Andrew Fisher: TFT MMA head coach on UK MMA, coaching kids, and returning to Bellator
MMA has traditionally been quite a hotbed for MMA in the UK. Many of UK MMA’s pioneering fighters were born and bred in the region. Ross Pearson, veteran UFC lightweight and Ultimate Fighter season 9 winner, was born and raised in Sunderland. Ian Freeman, trailblazer, Frank Mir-conqueror, the first ever British MMA fighter signed to the UFC, hails from Stanley. The historical milestones of British MMA run directly through the North East.
However, since the turn of the decade, the region is not quite the powerhouse it once was. As the rest of the country has caught up, blossoming into a global hotspot in the sport, the North East has flown under the radar. Now with only a handful of fighters in major organisations, North East MMA has quite the job on its hands to rebuild into the area of strength it once was.
Good job we have Andrew Fisher, then
Andrew Fisher is an MMA fighter and owner of TFT MMA in Seaham. Whilst the area may be in somewhat of a lull in terms of major league talent, TFT has flourished. Bellator have snapped up two of his most promising charges in Ryan Scope and Callum Ellenor, whilst former UFC veteran Phil De Fries is on the best run of his career as KSW heavyweight champion. Andrew, quick to downplay his success as a coach, was modest about the attraction of his gym.
“I’m not too sure… maybe I just started at the right time,” Andrew said, “We’ve got quite a kind of chilled out atmosphere here, there’s not a lot of rules.
“I think it’s attracting more people from other gyms as well, and the better fighters we get, people are just getting better [because of it] as well.”
Andrew himself has experience in the higher reaches of MMAs global hierarchy. Two fights in Bellator earlier in his career, coupled with a stint with Russian promotion Absolute Championship Berkut (now Absolute Championship Akhmat), Andrew feels like his experience in the big fight environment is invaluable when it comes to coaching young pros, who make it to a similar level.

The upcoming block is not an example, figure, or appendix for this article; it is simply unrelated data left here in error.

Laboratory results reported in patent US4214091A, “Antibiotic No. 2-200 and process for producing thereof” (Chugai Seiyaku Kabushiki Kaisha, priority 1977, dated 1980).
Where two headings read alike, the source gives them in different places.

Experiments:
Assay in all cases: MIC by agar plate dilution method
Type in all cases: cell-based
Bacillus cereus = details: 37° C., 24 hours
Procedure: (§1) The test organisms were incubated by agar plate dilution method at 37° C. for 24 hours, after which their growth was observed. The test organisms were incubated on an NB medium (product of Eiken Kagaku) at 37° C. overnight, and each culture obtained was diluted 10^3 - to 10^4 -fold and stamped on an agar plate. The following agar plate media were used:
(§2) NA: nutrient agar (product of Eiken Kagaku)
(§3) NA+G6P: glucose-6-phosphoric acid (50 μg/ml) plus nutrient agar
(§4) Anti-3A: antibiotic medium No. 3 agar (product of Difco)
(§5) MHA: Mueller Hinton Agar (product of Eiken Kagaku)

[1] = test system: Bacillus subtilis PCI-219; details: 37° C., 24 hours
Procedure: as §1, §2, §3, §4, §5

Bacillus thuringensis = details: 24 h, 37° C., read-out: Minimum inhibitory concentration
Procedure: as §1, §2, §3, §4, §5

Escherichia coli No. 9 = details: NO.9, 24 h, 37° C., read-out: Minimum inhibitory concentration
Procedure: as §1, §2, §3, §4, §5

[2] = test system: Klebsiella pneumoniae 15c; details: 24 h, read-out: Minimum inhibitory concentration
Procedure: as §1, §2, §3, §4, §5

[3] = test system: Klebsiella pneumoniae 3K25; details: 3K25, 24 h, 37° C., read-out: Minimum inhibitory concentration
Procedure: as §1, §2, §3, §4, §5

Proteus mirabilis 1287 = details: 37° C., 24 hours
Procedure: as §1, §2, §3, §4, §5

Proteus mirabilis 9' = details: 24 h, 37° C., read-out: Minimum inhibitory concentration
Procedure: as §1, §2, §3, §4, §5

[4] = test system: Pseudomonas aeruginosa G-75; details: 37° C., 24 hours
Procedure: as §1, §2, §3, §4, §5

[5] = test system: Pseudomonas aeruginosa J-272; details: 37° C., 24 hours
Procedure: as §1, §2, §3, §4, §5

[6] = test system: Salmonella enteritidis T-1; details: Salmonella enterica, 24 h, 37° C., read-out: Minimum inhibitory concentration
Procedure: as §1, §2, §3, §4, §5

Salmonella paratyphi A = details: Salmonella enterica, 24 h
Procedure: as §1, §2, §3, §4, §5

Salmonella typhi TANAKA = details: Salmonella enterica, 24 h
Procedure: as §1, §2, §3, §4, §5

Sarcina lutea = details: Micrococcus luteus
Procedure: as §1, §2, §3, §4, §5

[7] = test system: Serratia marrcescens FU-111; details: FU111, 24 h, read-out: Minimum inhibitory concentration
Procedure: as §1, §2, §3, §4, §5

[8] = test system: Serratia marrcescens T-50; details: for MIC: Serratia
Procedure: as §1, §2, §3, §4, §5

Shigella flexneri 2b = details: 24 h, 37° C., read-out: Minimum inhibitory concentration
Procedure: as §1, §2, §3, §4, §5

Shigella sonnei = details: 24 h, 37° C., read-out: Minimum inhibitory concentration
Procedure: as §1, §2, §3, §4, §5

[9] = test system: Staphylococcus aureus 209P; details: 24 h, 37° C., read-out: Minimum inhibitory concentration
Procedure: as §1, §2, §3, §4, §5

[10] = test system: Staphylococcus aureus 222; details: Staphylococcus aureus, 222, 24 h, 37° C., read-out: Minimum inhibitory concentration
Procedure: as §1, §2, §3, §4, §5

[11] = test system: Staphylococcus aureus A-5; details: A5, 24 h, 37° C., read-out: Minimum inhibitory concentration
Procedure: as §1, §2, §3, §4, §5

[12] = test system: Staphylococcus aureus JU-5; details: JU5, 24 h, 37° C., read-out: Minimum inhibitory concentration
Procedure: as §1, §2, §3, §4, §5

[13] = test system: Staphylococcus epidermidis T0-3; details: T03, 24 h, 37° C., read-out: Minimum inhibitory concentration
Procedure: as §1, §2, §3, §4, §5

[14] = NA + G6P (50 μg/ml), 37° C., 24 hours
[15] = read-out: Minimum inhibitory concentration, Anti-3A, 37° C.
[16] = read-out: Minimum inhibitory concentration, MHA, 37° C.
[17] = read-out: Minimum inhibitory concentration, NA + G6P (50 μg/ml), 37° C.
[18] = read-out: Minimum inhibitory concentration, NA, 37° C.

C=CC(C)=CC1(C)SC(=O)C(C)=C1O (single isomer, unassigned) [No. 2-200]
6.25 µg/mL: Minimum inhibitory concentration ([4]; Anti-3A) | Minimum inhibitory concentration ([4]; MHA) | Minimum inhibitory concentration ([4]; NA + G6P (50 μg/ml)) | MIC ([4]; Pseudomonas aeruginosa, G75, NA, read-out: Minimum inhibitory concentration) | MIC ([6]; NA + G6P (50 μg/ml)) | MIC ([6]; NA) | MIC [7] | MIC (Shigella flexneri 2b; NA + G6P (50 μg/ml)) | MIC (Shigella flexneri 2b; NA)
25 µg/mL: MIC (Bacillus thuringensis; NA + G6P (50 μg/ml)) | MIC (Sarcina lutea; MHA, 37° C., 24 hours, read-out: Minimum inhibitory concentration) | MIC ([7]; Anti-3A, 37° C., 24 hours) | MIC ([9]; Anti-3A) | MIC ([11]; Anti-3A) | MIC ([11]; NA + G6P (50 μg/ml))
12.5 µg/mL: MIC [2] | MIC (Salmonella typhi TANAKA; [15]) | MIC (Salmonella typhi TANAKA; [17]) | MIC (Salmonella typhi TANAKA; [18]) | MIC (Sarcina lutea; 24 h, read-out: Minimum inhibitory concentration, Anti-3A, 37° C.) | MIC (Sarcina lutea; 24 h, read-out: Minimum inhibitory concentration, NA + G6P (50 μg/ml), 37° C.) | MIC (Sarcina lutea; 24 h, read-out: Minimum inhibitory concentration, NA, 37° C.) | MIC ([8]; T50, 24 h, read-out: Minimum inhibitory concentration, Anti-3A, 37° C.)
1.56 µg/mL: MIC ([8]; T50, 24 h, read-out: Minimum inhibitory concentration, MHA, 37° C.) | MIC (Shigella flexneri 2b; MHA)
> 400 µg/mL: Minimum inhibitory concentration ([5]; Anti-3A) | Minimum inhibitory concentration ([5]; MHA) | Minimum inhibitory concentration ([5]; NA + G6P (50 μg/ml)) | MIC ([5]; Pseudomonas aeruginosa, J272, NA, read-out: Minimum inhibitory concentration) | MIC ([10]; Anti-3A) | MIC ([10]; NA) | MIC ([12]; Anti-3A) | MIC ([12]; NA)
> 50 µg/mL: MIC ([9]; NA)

“I think it helps massively, like when we started, there weren’t really many coaches,” Andrew said, “So it was just like me and my friends training together, I watched a lot of Youtube stuff cos I didn’t really have a lot of guidance.
“I made most of my mistakes in fighting, learning that way. Hopefully I can now get my guys to make their mistakes in the gym,so it doesn’t happen in the fight as much.”
However, though coaching the next generation of North East talent may be his current priority, Andrew revealed to me that, despite it being over two years since his last professional contest, he isn’t quite finished with the fighter’s life just yet.
“Yeah I’m signed to Bellator again now, I’ve just signed a contract with them. I fought for them, I think it was 6 years ago I last fought for them,” Andrew said, “If I’m honest I was probably a bit too young for the chance really, and I didn’t do too good.
“I went on from there, went to ACB, and I was kinda killing it there. I’ve been injured for a bit, and my contract was running out with ACB, so Bellator snapped me up again. Let’s see if I’m still young enough.”
Despite his renewed commitments to a return to fighting, Andrew, like his friend and training partner Carl Liddle, places a lot of emphasis on training kids. Having regular children’s classes at the gym, Andrew explained how the team helps kids realise their full potential whilst remaining in a safe environment.
“It’s still got a bit of a stereotype to it [MMA] hasn’t it. But especially kids classes, it’s just about having fun,” said Andrew, “Some of them like to compete and stuff like that, but it’s definitely not pushed on them or anything.
“We don’t like them getting punched in the head when they are young, so they just do a load of fun wrestling games.”
Andrew embodies the very definition of a figurehead in the MMA community. A fighter, a coach, a promoter and a gym owner, Andrew takes an active role in almost every area of the sport. As of right now, MMA in the North East is not what it once was, but with people like Andrew spearheading the growth of the sport in the region, it won’t be very long before the region is back at the top of the pile.